People want to be asked. People typically want to be asked whether their biospecimens can be used for research. For example, in a survey (n=751) about a proposed biobank at a major academic medical center, 67% of respondents preferred an opt-in approach over opt-out or no consent at all [38]. Similar results have been found in other studies asking about biospecimens collected for research and about biospecimens originally collected for clinical purposes [36,39,40].

Many accept broad consent for future research use. Beyond being asked for initial consent, people often do not want significant control over how their biospecimens are used. In the survey noted above, broad consent was preferred over categorical and study-specific consent models. Again, similar results have been found in other studies with regard to both research and clinical biospecimens [36,37,40-43].

Context matters. Different kinds of biospecimens can be procured for different purposes from people in different situations within different geographical, social, and historical contexts. For example, a one-time general consent may be inappropriate when the research involves a defined community that is vulnerable to group harm or stigmatization [44].

Informed Consent Disclosures

Despite the lack of a “one-size-fits-all” approach, it is safe to assume that when consent is required for biospecimen research, prospective participants want concise, understandable information—“to spend as much time as necessary, but not more, obtaining information and making a decision about taking part in research” [45].

In addition to the elements of information required by federal regulations, best practice guidelines recommend that additional elements be communicated to prospective participants in genomic and biobanking research, such as explanations of large-scale data sharing (e.g., dbGaP); the possibility of re-contact (to obtain updated information, to collect a new biospecimen, or for recruitment into additional research); confidentiality protections (including the Genetic Information Non-Discrimination Act); the possibility that the research could result in commercial products; and whether and what kinds of individual, incidental, and aggregate results will be offered to participants.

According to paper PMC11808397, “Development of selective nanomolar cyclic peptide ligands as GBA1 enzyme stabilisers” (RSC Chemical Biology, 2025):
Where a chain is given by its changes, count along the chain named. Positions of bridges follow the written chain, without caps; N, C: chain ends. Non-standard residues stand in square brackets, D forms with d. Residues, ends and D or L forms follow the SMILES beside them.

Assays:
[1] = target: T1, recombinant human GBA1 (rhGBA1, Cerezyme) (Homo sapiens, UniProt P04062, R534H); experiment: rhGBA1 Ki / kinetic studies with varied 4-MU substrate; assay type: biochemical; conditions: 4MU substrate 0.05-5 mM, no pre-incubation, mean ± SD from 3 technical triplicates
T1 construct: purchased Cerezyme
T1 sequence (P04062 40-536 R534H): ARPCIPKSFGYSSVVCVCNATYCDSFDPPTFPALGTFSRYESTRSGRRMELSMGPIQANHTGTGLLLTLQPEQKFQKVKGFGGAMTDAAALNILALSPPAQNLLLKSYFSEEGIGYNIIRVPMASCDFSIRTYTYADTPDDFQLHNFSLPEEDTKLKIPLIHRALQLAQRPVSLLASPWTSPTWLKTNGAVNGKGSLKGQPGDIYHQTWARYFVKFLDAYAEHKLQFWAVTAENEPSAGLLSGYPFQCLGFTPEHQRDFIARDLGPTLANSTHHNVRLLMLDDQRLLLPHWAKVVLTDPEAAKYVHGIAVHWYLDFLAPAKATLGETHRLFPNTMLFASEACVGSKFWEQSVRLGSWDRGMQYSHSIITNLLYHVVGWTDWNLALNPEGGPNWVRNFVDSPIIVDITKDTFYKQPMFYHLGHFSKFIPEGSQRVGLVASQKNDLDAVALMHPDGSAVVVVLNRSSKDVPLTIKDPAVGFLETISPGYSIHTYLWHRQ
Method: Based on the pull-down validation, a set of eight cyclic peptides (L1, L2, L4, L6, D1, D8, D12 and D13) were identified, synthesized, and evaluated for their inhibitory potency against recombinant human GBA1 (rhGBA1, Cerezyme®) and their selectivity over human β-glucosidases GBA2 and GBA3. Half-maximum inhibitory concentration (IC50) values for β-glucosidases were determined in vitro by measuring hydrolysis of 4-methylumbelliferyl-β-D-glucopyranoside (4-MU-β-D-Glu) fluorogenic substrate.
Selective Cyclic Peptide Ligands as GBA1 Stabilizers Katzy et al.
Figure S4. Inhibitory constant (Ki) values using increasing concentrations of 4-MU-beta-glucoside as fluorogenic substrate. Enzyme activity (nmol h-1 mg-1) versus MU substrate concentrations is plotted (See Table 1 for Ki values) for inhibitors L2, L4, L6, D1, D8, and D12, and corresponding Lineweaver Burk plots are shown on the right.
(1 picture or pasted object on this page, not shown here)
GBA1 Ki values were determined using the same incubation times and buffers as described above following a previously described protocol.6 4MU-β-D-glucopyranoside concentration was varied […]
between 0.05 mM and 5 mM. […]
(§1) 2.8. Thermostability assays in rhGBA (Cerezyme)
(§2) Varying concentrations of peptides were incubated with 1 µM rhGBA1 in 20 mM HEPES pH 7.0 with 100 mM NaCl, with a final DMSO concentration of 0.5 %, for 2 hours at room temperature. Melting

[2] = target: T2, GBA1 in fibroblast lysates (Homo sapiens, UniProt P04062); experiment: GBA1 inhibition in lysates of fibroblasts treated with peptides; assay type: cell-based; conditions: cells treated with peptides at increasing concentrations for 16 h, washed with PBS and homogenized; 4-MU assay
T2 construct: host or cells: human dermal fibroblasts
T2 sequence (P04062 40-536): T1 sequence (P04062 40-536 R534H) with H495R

Although some of this information is complex and even controversial, it remains essential that it be conveyed in a way that is concise, easy to read, and that highlights details most important to informed decision-making.

Vulnerable Populations

The Common Rule calls for unspecified safeguards to protect the rights and welfare of vulnerable participants “…such as children, prisoners, pregnant women, mentally disabled persons, or economically or educationally disadvantaged persons” (§46.111(b)). Moreover, other subparts of the federal regulations require additional protections when certain groups are involved in research, including pregnant women, fetuses, and neonates; prisoners; and children.